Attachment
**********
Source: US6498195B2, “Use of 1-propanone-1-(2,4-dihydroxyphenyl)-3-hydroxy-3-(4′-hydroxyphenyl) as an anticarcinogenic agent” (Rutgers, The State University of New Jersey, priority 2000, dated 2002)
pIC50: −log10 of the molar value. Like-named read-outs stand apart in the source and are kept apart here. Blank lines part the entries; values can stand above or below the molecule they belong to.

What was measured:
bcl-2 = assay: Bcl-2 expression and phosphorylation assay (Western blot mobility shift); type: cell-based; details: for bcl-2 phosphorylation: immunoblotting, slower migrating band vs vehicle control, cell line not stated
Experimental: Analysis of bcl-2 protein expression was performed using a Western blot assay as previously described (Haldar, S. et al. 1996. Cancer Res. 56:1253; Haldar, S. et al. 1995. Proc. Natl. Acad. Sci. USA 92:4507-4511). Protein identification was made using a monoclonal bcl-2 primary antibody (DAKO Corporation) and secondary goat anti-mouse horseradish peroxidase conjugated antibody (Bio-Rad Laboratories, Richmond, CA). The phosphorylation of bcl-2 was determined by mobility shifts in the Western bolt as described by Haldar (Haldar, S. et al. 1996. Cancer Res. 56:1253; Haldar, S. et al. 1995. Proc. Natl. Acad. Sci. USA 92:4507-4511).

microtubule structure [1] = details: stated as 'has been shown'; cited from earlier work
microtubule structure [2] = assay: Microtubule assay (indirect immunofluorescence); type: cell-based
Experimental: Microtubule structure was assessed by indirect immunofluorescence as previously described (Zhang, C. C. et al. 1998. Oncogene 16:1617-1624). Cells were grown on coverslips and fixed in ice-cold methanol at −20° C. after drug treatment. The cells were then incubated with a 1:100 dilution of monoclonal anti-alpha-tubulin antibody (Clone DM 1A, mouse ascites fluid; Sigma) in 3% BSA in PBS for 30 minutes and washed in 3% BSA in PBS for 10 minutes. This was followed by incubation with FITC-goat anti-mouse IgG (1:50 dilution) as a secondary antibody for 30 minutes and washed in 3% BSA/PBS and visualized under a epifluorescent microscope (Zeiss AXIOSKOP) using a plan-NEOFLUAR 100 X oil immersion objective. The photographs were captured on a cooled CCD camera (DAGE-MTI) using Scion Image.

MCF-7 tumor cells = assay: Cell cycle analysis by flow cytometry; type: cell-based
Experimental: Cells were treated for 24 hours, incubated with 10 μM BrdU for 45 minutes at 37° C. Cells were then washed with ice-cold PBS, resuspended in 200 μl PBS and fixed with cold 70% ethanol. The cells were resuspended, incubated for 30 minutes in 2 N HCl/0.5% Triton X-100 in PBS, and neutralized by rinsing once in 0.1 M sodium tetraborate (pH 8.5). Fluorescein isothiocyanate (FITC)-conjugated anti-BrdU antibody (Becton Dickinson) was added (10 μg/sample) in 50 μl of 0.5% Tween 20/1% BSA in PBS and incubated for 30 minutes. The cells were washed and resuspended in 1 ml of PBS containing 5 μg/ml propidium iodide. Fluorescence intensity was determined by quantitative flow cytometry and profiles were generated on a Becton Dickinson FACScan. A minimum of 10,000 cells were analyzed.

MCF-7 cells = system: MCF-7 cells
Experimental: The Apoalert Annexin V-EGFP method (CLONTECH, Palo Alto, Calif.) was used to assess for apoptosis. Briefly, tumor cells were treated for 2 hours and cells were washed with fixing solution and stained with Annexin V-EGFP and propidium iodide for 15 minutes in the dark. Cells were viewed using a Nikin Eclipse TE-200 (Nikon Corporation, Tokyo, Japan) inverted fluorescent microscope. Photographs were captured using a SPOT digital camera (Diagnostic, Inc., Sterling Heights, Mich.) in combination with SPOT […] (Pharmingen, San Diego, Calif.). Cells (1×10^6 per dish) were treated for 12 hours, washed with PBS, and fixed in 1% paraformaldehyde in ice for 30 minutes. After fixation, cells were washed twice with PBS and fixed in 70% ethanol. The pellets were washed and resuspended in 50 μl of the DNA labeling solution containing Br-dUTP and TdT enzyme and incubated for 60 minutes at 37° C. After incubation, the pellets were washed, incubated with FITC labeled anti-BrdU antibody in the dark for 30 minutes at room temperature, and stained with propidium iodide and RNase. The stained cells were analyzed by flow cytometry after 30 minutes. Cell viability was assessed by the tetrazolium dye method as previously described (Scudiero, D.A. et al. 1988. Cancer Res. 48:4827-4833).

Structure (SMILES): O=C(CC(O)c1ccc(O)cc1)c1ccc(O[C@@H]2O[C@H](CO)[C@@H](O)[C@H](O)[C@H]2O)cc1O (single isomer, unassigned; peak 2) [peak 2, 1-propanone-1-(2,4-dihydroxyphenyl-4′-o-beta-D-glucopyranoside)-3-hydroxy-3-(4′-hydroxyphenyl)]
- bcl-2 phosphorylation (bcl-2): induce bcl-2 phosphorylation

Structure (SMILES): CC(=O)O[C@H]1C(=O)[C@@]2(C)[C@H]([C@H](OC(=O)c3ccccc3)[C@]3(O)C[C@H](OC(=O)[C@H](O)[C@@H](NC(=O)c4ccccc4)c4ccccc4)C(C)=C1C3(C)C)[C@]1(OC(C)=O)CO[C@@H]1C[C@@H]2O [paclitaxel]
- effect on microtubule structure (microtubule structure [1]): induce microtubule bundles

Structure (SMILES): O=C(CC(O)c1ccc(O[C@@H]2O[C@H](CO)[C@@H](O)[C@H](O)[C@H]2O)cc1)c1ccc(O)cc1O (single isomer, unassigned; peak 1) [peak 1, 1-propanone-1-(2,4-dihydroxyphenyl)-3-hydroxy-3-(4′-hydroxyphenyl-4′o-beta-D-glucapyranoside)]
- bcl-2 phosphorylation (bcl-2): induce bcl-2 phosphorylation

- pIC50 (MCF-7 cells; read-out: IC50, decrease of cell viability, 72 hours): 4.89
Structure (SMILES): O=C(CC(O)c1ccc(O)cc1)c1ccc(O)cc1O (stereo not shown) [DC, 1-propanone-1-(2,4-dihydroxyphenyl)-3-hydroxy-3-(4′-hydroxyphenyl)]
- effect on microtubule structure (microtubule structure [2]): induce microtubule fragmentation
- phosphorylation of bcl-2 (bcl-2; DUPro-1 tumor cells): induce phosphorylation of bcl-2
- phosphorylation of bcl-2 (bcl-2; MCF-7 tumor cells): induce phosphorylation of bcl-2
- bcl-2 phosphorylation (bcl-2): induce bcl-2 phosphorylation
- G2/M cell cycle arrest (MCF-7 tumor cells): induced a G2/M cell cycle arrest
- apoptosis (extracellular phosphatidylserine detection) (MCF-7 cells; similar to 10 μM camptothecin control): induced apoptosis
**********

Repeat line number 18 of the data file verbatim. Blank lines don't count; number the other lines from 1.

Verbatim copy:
- bcl-2 phosphorylation (bcl-2): induce bcl-2 phosphorylation